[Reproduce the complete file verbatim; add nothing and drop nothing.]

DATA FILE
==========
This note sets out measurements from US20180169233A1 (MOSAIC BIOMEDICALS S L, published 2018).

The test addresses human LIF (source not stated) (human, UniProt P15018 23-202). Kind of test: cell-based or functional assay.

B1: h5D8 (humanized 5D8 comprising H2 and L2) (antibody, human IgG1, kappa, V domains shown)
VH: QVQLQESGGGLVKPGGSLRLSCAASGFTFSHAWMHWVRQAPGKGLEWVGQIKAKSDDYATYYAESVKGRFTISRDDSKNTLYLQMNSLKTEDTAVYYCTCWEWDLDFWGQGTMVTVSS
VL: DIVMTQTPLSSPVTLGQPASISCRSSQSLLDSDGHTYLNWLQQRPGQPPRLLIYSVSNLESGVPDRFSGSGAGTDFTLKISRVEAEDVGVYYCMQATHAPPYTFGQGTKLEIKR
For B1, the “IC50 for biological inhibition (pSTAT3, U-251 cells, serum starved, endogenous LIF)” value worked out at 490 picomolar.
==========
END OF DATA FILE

This note sets out measurements from US20180169233A1 (MOSAIC BIOMEDICALS S L, published 2018).

The test addresses human LIF (source not stated) (human, UniProt P15018 23-202). Kind of test: cell-based or functional assay.

B1: h5D8 (humanized 5D8 comprising H2 and L2) (antibody, human IgG1, kappa, V domains shown)
VH: QVQLQESGGGLVKPGGSLRLSCAASGFTFSHAWMHWVRQAPGKGLEWVGQIKAKSDDYATYYAESVKGRFTISRDDSKNTLYLQMNSLKTEDTAVYYCTCWEWDLDFWGQGTMVTVSS
VL: DIVMTQTPLSSPVTLGQPASISCRSSQSLLDSDGHTYLNWLQQRPGQPPRLLIYSVSNLESGVPDRFSGSGAGTDFTLKISRVEAEDVGVYYCMQATHAPPYTFGQGTKLEIKR
For B1, the “IC50 for biological inhibition (pSTAT3, U-251 cells, serum starved, endogenous LIF)” value worked out at 490 picomolar.